Wisdom et al v. Wells Fargo Bank NA

Filing 100

ORDER denying Plaintiffs' 94 Motion for Reconsideration. Signed by Judge G Murray Snow on 1/25/12.(REW)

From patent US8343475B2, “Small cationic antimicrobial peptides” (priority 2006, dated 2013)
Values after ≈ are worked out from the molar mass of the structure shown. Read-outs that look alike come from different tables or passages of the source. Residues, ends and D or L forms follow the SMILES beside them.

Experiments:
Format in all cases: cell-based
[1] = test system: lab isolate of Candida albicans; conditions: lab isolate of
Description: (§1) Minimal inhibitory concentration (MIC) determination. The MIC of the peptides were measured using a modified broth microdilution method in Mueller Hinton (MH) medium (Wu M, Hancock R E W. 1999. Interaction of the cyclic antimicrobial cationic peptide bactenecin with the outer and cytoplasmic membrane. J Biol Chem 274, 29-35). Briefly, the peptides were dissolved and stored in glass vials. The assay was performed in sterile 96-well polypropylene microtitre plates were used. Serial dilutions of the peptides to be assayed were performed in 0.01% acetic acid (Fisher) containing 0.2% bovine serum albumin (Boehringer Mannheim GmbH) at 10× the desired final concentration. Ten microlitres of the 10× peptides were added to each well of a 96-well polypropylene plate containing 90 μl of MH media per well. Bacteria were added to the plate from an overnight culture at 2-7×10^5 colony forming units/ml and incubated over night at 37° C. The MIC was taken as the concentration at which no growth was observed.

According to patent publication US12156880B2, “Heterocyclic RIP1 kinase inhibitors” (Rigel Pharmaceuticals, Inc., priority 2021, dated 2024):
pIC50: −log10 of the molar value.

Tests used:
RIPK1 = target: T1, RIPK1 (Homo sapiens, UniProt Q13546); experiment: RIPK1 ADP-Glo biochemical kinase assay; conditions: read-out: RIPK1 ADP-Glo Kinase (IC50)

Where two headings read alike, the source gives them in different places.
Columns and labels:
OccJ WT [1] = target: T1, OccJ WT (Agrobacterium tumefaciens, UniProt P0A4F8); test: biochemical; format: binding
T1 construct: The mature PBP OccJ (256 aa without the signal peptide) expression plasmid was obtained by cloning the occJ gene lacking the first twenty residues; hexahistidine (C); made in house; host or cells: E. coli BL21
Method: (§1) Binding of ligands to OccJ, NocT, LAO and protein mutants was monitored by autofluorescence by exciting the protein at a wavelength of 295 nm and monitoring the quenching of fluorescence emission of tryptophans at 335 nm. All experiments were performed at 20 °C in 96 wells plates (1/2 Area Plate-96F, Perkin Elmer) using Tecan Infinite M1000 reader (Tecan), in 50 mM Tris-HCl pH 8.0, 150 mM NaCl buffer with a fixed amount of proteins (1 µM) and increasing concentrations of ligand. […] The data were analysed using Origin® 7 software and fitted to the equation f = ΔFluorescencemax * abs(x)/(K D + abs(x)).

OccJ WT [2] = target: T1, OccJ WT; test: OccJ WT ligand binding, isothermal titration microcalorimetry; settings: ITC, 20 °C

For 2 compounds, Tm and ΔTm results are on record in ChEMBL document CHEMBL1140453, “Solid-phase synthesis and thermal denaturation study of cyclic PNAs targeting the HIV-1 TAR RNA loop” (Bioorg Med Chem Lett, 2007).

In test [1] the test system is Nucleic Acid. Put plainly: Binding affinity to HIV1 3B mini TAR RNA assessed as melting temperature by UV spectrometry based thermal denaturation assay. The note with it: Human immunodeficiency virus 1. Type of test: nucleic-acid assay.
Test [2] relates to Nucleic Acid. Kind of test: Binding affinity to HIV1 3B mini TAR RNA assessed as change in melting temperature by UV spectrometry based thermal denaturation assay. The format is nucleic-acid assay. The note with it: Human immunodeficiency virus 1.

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1 WO 2 3 4 5 6 IN THE UNITED STATES DISTRICT COURT 7 FOR THE DISTRICT OF ARIZONA 8 9 Don M. Wisdom and Eloise Wisdom, husband and wife, 10 Plaintiffs, 11 vs. 12 13 Wells Fargo Bank NA, 14 Defendant. ) ) ) ) ) ) ) ) ) ) ) ) No. CV-10-2400-PHX-GMS ORDER 15 16 17 18 Pending before the Court is Plaintiffs’ Motion for Reconsideration. (Doc. 94). For the reasons discussed below, the motion is denied. BACKGROUND 19 The facts in this case are set forth in the order granting Defendant Wells Fargo Bank’s 20 Motion for Partial Dismissal. (Doc. 93). In that Order, the Court found that losses sustained 21 by Stand World, Plaintiff Don Wisdom’s business entity, could not be recovered in a claim 22 alleging violations under the Fair Credit Reporting Act (“FCRA”) because a business is not 23 a “consumer” under the FCRA, and because Stand World is not a party to this action. (Id.). 24 Plaintiff now claims that “Stand World and Don Wisdom operate as one entity,” that “[t]here 25 isn’t any realistic separation of interests, finances or objectives,” and that “[n]one of the 26 customary formalities are observed.” (Doc. 94 at 2–3). Plaintiff alleges that because he fails 27 to observe the corporate formalities, “[a]ny losses suffered by Stand World were also direct 28 losses to Don Wisdom” and should be recoverable as consumer losses under FCRA (Id.). 1 2 DISCUSSION 1. Legal Standard 3 Under Rule 59(e), a motion for reconsideration may be granted only on one of four 4 grounds, “1) the motion is necessary to correct manifest errors of law or fact upon which the 5 judgment is based; 2) the moving party presents newly discovered or previously unavailable 6 evidence; 3) the motion is necessary to prevent manifest injustice or 4) there is an intervening 7 change in controlling law.” Turner v. Burlington N. Santa Fe R.R. Co., 338 F.3d 1058, 1063 8 (9th Cir. 2003) (internal quotations and emphasis omitted). Motions for reconsideration are 9 disfavored and are not the place for parties to make new arguments not raised in their original 10 briefs and arguments. See Northwest Acceptance Corp. v. Lynnwood Equip., Inc., 841 F.2d 11 918, 925-26 (9th Cir. 1988). Nor should such motions ask the Court to “rethink what the 12 court has already thought through–rightly or wrongly.” See United States v. Rezzonico, 32 13 F. Supp. 2d 1112, 1116 (D. Ariz. 1998) (quoting Above the Belt, Inc. v. Mel Bohannon 14 Roofing, Inc., 99 F.R.D. 99, 101 (E.D. Va. 1983)). 15 2. Analysis 16 Plaintiff cites case law allowing direct claims against the shareholders of corporations 17 who fail to observe the corporate formalities, or in circumstances where a small number of 18 shareholders “operated more as partners than in strict compliance with the corporate form.” 19 Johnson v. Gilbert, 127 Ariz. 410, 412, 621 P.2d 916, 918 (App. 1980). Plaintiff does not 20 allege that he operated Stand World more as a partnership than a corporation; he alleges that 21 he failed to respect the corporate form at all. In his declaration, he acknowledges that he 22 failed to appoint directors, failed to hold director or shareholder meetings, and co-mingled 23 his personal funds with Stand World’s. He states, for example, that if Stand World is unable 24 to pay the rent it owes Plaintiff as Plaintiff’s tenant, it simply does not pay, and “no 25 accounting is made of delinquent rent.” (Doc. 94-1). Plaintiff acknowledges “loaning” money 26 to and “borrowing” money from Stand World, although “[t]he loans are not ‘formalized’ by 27 documents” and are only repaid, if at all, “to me and occasionally to Brandon as salary.” 28 -2- 1 (Id.). 2 If Plaintiff’s description of his business is accurate, he is undoubtedly correct that “if 3 a judgment were entered against Stand World and Stand World could not pay the judgment, 4 the creditor could collect from Don Wisdom in an alter ego claim.” (Doc. 94). Abuse of the 5 corporate form grants creditors the right to recover from the abusing shareholder. Plaintiffs 6 offer no authority, however, suggesting that an abusing shareholder has the right to recover 7 the corporation’s losses as though they were personal losses. Plaintiff cannot recover Stand 8 World’s losses based upon the theory that he has misused the corporate form. The motion for 9 reconsideration is denied. 10 11 12 IT IS THEREFORE ORDERED that Plaintiffs’ Motion for Reconsideration (Doc. 94) is denied. DATED this 25th day of January, 2012. 13 14 15 16 17 18 19 20 21 22 23 24 25 26 27 28 -3-

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